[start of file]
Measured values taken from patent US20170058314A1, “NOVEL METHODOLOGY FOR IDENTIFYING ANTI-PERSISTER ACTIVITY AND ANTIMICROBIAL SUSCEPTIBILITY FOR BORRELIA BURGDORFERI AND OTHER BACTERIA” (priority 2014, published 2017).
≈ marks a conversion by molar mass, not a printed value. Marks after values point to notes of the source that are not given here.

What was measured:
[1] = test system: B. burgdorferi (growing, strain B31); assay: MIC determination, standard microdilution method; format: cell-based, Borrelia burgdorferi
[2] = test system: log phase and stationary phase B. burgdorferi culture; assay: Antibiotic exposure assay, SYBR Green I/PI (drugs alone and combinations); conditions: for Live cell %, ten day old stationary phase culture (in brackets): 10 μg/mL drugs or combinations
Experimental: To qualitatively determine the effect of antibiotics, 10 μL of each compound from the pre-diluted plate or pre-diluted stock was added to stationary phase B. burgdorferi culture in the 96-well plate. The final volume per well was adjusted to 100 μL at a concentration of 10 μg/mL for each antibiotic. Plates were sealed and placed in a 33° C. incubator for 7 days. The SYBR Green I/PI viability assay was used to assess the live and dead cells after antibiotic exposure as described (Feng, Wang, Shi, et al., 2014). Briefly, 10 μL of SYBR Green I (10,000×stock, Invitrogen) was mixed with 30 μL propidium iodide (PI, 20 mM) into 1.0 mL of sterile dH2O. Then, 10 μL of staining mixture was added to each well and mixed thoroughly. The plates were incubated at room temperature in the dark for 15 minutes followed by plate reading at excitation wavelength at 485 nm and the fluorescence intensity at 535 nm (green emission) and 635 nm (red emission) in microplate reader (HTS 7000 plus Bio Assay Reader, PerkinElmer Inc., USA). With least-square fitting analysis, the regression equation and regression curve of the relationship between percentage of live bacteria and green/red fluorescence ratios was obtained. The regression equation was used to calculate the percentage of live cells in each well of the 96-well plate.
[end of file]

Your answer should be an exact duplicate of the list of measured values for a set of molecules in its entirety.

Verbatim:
Measured values taken from patent US20170058314A1, “NOVEL METHODOLOGY FOR IDENTIFYING ANTI-PERSISTER ACTIVITY AND ANTIMICROBIAL SUSCEPTIBILITY FOR BORRELIA BURGDORFERI AND OTHER BACTERIA” (priority 2014, published 2017).
≈ marks a conversion by molar mass, not a printed value. Marks after values point to notes of the source that are not given here.

What was measured:
[1] = test system: B. burgdorferi (growing, strain B31); assay: MIC determination, standard microdilution method; format: cell-based, Borrelia burgdorferi
[2] = test system: log phase and stationary phase B. burgdorferi culture; assay: Antibiotic exposure assay, SYBR Green I/PI (drugs alone and combinations); conditions: for Live cell %, ten day old stationary phase culture (in brackets): 10 μg/mL drugs or combinations
Experimental: To qualitatively determine the effect of antibiotics, 10 μL of each compound from the pre-diluted plate or pre-diluted stock was added to stationary phase B. burgdorferi culture in the 96-well plate. The final volume per well was adjusted to 100 μL at a concentration of 10 μg/mL for each antibiotic. Plates were sealed and placed in a 33° C. incubator for 7 days. The SYBR Green I/PI viability assay was used to assess the live and dead cells after antibiotic exposure as described (Feng, Wang, Shi, et al., 2014). Briefly, 10 μL of SYBR Green I (10,000×stock, Invitrogen) was mixed with 30 μL propidium iodide (PI, 20 mM) into 1.0 mL of sterile dH2O. Then, 10 μL of staining mixture was added to each well and mixed thoroughly. The plates were incubated at room temperature in the dark for 15 minutes followed by plate reading at excitation wavelength at 485 nm and the fluorescence intensity at 535 nm (green emission) and 635 nm (red emission) in microplate reader (HTS 7000 plus Bio Assay Reader, PerkinElmer Inc., USA). With least-square fitting analysis, the regression equation and regression curve of the relationship between percentage of live bacteria and green/red fluorescence ratios was obtained. The regression equation was used to calculate the percentage of live cells in each well of the 96-well plate.